Paramedics are not being sent to thousands of 999 calls as London Ambulance Service struggles to cope with a record number of emergencies.
The service today revealed that crews were not being dispatched to about 2,400 patients a week to enable it to target resources on the most seriously ill.
In addition, crews are no longer being routinely sent to police incidents. Instead, officers on the scene are asked if medical back-up is required – saving an ambulance in about half of cases.
The LAS attended 11,322 “category A” incidents such as cardiac arrests and stabbings between November 14-20, the most in its history and 15 per cent more than the same time last year.
Only 66.4 per cent of crews arrived within eight minutes – the NHS target is 70 per cent. This was fractionally better than last year but lower than bosses expected.
Overtime costs are 50 per cent over budget and a recruitment freeze has been imposed for non-operational staff. Private and voluntary ambulance services are being used for 1,000 hours of shifts a week.
Bosses fear demand will soar further into winter. Last month it used “surge purple enhanced” rationing measures on three occasions to handle the crisis, ensuring help was sent to the sickest patients first.
This meant that others, such as elderly people feared injured in a fall, typically wait more than an hour for help. Patients judged not seriously ill enough for an emergency response are told to dial the NHS 111 helpline or given advice over the phone by a paramedic.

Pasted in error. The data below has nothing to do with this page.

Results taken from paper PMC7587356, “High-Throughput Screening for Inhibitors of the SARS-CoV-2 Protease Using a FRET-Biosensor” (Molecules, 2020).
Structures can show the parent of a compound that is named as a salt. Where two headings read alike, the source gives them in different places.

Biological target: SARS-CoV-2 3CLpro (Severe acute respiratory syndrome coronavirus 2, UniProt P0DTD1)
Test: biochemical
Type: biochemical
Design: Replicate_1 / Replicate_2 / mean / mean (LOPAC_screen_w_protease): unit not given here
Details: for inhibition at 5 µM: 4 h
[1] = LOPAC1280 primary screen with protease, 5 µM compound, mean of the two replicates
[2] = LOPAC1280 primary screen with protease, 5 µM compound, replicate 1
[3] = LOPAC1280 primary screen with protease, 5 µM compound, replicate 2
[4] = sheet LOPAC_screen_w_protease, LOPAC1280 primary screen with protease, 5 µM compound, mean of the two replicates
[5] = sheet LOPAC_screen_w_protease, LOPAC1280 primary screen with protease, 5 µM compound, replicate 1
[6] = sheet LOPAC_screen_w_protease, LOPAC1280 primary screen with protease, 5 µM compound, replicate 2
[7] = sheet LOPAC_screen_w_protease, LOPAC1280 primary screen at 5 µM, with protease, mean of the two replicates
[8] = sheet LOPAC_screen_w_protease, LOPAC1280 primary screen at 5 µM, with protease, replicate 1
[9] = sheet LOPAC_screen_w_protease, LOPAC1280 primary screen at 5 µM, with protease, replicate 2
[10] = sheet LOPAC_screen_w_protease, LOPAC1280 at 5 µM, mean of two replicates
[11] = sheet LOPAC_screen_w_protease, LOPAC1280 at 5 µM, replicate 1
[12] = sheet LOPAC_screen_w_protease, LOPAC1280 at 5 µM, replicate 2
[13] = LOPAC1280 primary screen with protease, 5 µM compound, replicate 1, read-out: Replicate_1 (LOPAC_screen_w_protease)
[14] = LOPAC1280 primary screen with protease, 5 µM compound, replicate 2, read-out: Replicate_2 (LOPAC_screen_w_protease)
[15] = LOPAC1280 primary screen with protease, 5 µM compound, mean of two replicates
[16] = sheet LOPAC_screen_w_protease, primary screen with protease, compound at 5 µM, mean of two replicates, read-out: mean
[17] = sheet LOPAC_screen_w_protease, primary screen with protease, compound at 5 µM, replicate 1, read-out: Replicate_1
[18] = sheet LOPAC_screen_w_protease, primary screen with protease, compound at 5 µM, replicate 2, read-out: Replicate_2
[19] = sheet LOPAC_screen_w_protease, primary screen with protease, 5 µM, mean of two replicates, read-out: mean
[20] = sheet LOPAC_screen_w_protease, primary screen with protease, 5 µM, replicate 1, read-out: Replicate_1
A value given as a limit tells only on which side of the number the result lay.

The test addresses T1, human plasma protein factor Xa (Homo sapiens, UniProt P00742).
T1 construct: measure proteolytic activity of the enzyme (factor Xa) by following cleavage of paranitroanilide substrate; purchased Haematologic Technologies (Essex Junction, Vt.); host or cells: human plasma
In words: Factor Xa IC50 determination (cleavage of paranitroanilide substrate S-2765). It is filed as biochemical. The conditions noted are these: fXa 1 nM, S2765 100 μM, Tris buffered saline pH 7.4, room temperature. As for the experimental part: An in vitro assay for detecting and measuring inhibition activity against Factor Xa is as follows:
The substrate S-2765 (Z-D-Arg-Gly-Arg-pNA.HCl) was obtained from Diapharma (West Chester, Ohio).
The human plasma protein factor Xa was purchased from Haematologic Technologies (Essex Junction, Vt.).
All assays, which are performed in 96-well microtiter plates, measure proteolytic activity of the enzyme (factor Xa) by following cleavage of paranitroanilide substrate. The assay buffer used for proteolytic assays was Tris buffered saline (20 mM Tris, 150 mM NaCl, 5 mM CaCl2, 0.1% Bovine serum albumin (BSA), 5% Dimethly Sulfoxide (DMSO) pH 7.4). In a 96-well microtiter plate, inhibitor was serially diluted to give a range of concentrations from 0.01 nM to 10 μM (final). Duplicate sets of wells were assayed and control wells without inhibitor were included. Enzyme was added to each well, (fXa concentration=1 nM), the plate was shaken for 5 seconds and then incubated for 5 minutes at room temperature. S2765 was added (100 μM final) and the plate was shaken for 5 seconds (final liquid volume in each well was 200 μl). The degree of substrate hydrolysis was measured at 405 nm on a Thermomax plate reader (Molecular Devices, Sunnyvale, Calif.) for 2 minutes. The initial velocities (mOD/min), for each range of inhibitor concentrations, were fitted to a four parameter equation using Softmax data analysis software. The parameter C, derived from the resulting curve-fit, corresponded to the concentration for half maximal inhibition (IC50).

LAS director of operations Paul Woodrow said: “So far this year we have attended nearly 1,500 category A incidents every day and an average number of 3,200 incidents overall.
“To help us cope with this unprecedented demand we’ve recruited hundreds more frontline staff and have dozens more ambulance crews treating patients across London – every day.”
The BBC today revealed that crews across the country wasted more than half a milion hours in 2015/16 stuck outside A&Es unable to offload patients. In London, the LAS said it was working with hospitals to minimise delays before crews were able to respond to the next call.
Mr Woodrow said: “We will continue to prioritise our ambulance crews so we get to the most seriously ill or injured patients first.
“Londoners with less serious injuries and illnesses can further help us this winter by calling NHS 111, visiting their GP or pharmacist, or alternatively making their own way to hospital.”